Categorized | Reviews

Garry Winogrand @ SFMOMA

New York World's Fair, 1964


In his novel The Go-Between L.P. Hartley writes, "The past is a foreign country. They do things differently there." In the photographs of Garry Winogrand, now on view in a beautifully mounted retrospective at the San Francisco Museum of Modern Art, that foreign country, both strange and familiar, is our own America of the nineteen fifties, sixties, seventies and early eighties, brought vividly and unforgettably to the present moment by the beauty and power of his image making, in a medium – 8 x 10” black and white silver prints – that has now also become a kind of foreign country.

The 275 prints on exhibit are almost without exception photographic art of the highest caliber. The show is a revelation as well because more than 100 of them have never been shown before. The show rightly focuses on the images Winogrand made in New York City, perhaps his best; but it also showcases lesser known, but equally significant pictures he in Texas, Southern California and Washington D.C., where he recorded anti-war protests during the early 1970’s, before the U.S. exited Vietnam.

Los Angeles, 1980-83

There are so many beautiful prints here that one hardly knows where to begin. Perhaps beginning with a late one is best. Los Angeles 1980-83 is really a portrait of sorts, in which a woman is standing at the edge of a large boulevard looking toward our left while swiveling in a contrary gesture toward the right. She is framed by a “No Left Turn” sign on the right and a car behind her moving left across a white crosswalk line running down to the bottom of the picture plane. The motivation behind these complex and very intense gestures is unknowable. Just as Baudelaire defined the modern artist as “the painter of the passing moment and of all the suggestions of eternity it contains,” there is a sense here of it being both a random instant in time and of something loaded with meaning, however inscrutable.

Like great jazz, Winogrand’s photographs are made with an absolute mastery of controlled spontaneity. They are the most immediate abrupt instantaneous pictures one can think of. Incisive, invasive, sometimes rude, his camera cuts into the inhabited spaces of his subjects to reveal facial expressions and visual relationships that can only be seen the way they were recorded. "Photography is not about the thing photographed,” Winogrand said. “It is about how that thing looks photographed." Moreover, they are made with a locked in technical command. He uses unique, vital, unerring framing  throughout.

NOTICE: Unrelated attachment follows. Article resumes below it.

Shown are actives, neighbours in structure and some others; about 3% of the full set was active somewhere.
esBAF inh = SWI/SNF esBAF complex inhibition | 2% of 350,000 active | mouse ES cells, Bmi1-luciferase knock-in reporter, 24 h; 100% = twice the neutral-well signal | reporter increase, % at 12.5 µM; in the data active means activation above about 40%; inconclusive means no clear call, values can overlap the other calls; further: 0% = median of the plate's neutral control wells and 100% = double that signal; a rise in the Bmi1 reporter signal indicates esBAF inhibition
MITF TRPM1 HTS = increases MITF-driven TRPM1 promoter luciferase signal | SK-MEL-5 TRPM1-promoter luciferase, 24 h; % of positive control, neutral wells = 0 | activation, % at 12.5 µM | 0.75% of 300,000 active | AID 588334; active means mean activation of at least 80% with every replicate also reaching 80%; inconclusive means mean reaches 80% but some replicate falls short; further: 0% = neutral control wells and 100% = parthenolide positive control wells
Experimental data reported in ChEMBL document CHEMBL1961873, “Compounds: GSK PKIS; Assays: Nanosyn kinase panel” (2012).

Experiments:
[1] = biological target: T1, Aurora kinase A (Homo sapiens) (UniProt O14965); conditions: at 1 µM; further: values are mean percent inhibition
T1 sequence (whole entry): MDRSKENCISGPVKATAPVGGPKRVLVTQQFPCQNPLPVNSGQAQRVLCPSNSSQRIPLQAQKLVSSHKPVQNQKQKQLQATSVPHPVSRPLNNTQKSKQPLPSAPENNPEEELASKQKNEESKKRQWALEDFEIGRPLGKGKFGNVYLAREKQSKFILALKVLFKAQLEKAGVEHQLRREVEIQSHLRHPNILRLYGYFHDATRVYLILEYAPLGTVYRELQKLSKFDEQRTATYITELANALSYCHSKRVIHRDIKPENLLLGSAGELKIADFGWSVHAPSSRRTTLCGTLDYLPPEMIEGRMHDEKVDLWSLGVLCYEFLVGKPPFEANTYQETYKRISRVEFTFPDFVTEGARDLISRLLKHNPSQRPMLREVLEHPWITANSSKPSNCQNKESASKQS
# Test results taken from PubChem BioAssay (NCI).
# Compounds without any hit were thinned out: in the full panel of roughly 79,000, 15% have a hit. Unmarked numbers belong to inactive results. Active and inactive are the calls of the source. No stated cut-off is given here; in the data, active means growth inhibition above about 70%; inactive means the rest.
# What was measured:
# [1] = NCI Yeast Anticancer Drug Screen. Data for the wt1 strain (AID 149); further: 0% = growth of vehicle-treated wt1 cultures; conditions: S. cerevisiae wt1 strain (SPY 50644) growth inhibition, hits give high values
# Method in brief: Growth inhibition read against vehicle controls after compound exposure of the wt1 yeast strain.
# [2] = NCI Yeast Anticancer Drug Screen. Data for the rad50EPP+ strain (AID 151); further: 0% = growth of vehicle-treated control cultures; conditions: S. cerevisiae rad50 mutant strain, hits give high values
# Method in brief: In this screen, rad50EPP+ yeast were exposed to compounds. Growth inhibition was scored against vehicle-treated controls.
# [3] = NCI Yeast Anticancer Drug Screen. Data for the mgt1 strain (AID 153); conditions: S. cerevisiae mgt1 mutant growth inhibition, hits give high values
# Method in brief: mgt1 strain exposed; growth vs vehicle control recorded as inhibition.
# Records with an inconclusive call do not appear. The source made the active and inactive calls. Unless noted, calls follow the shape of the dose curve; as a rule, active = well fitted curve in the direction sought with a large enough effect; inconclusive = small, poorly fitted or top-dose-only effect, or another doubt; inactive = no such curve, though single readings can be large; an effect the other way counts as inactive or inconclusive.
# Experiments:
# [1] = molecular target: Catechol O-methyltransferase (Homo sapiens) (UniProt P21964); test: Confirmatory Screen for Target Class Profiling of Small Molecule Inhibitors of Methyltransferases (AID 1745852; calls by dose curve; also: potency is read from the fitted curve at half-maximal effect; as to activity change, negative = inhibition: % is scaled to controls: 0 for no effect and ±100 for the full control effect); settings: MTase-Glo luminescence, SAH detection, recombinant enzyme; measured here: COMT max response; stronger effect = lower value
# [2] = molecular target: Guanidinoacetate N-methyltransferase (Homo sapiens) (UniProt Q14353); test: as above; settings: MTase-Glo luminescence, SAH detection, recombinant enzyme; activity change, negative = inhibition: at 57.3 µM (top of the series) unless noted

The often stark lighting and tonal richness creates an expressive chiaroscuro that adds emotional weight and depth to his images. The compositions of larger groups and crowds are suffused with a complex, beautifully rendered choreography.

New York, ca. 1961

New York World’s Fair, 1964 – an image of a park bench inhabited by six women bookended by two men with distant figures moving behind them is a dynamic composition bursting with energy, movement and humor that captures a fleeting moment. And in that moment, each of the eight figures is there to be studied as an individual portrait.

In New York, ca. 1961, a group of nine men, women and children dressed in heavy winter clothing are visible behind the glass doors of a hotel foyer. Unlike so many Winogrand street scenes where the subjects appear alienated, this one suggests a beautifully arranged group portrait, aided by the framing effect of the glass, in which each face tells a distinct story.
The streets of New York City make up the bulk of Winogrand’s photographic output and many of his most memorable pictures.  A striking pair of photographs, both titled New York, ca. 1968, graphically illustrate the racial apartheid that then dominated American life. One shows a group of African-American pedestrians, visible through the front window of a car, which is our point of view, crossing in front of us. A pair of men, framed by the windshield almost as if they are targets, look toward us with bemused slightly defiant grins. The print on the right is of a pair of young white men in business suits, visibly saturated with a sense of entitlement, walking aggressively if somewhat awkwardly toward us, just realizing they are being photographed.